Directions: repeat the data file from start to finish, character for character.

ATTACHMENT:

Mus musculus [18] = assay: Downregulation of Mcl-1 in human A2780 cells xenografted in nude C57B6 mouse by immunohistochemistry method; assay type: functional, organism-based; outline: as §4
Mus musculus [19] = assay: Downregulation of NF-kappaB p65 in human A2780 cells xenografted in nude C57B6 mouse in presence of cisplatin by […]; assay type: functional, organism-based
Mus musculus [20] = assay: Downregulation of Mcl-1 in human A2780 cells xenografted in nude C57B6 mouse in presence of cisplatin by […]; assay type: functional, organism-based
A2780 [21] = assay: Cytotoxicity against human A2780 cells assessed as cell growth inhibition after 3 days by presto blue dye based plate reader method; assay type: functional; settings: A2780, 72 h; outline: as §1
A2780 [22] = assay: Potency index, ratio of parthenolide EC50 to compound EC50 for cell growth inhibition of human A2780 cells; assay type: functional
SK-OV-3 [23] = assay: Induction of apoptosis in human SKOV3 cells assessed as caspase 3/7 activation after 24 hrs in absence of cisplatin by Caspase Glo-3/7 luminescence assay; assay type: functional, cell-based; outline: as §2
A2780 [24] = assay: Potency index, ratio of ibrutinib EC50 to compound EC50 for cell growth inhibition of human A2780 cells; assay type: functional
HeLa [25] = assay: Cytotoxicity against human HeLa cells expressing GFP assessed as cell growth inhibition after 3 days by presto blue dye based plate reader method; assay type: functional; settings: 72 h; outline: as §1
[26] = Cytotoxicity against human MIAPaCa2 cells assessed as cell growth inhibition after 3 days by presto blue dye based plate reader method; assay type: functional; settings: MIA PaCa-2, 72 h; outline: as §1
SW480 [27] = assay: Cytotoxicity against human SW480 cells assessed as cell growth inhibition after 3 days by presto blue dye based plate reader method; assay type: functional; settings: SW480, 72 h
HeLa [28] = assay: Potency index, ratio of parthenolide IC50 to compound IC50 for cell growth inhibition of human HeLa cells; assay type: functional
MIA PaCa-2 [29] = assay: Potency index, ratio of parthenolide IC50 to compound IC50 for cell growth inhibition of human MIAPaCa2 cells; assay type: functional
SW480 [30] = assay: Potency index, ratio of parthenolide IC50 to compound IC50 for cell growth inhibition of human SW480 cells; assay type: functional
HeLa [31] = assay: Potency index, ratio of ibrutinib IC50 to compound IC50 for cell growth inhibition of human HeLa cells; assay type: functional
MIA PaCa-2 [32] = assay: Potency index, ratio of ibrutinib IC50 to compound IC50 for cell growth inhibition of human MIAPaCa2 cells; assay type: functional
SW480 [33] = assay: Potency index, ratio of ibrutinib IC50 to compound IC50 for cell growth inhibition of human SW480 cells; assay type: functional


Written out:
Mus musculus [18] = assay: Downregulation of Mcl-1 in human A2780 cells xenografted in nude C57B6 mouse by immunohistochemistry method; assay type: functional, organism-based; outline: as §4
Mus musculus [19] = assay: Downregulation of NF-kappaB p65 in human A2780 cells xenografted in nude C57B6 mouse in presence of cisplatin by […]; assay type: functional, organism-based
Mus musculus [20] = assay: Downregulation of Mcl-1 in human A2780 cells xenografted in nude C57B6 mouse in presence of cisplatin by […]; assay type: functional, organism-based
A2780 [21] = assay: Cytotoxicity against human A2780 cells assessed as cell growth inhibition after 3 days by presto blue dye based plate reader method; assay type: functional; settings: A2780, 72 h; outline: as §1
A2780 [22] = assay: Potency index, ratio of parthenolide EC50 to compound EC50 for cell growth inhibition of human A2780 cells; assay type: functional
SK-OV-3 [23] = assay: Induction of apoptosis in human SKOV3 cells assessed as caspase 3/7 activation after 24 hrs in absence of cisplatin by Caspase Glo-3/7 luminescence assay; assay type: functional, cell-based; outline: as §2
A2780 [24] = assay: Potency index, ratio of ibrutinib EC50 to compound EC50 for cell growth inhibition of human A2780 cells; assay type: functional
HeLa [25] = assay: Cytotoxicity against human HeLa cells expressing GFP assessed as cell growth inhibition after 3 days by presto blue dye based plate reader method; assay type: functional; settings: 72 h; outline: as §1
[26] = Cytotoxicity against human MIAPaCa2 cells assessed as cell growth inhibition after 3 days by presto blue dye based plate reader method; assay type: functional; settings: MIA PaCa-2, 72 h; outline: as §1
SW480 [27] = assay: Cytotoxicity against human SW480 cells assessed as cell growth inhibition after 3 days by presto blue dye based plate reader method; assay type: functional; settings: SW480, 72 h
HeLa [28] = assay: Potency index, ratio of parthenolide IC50 to compound IC50 for cell growth inhibition of human HeLa cells; assay type: functional
MIA PaCa-2 [29] = assay: Potency index, ratio of parthenolide IC50 to compound IC50 for cell growth inhibition of human MIAPaCa2 cells; assay type: functional
SW480 [30] = assay: Potency index, ratio of parthenolide IC50 to compound IC50 for cell growth inhibition of human SW480 cells; assay type: functional
HeLa [31] = assay: Potency index, ratio of ibrutinib IC50 to compound IC50 for cell growth inhibition of human HeLa cells; assay type: functional
MIA PaCa-2 [32] = assay: Potency index, ratio of ibrutinib IC50 to compound IC50 for cell growth inhibition of human MIAPaCa2 cells; assay type: functional
SW480 [33] = assay: Potency index, ratio of ibrutinib IC50 to compound IC50 for cell growth inhibition of human SW480 cells; assay type: functional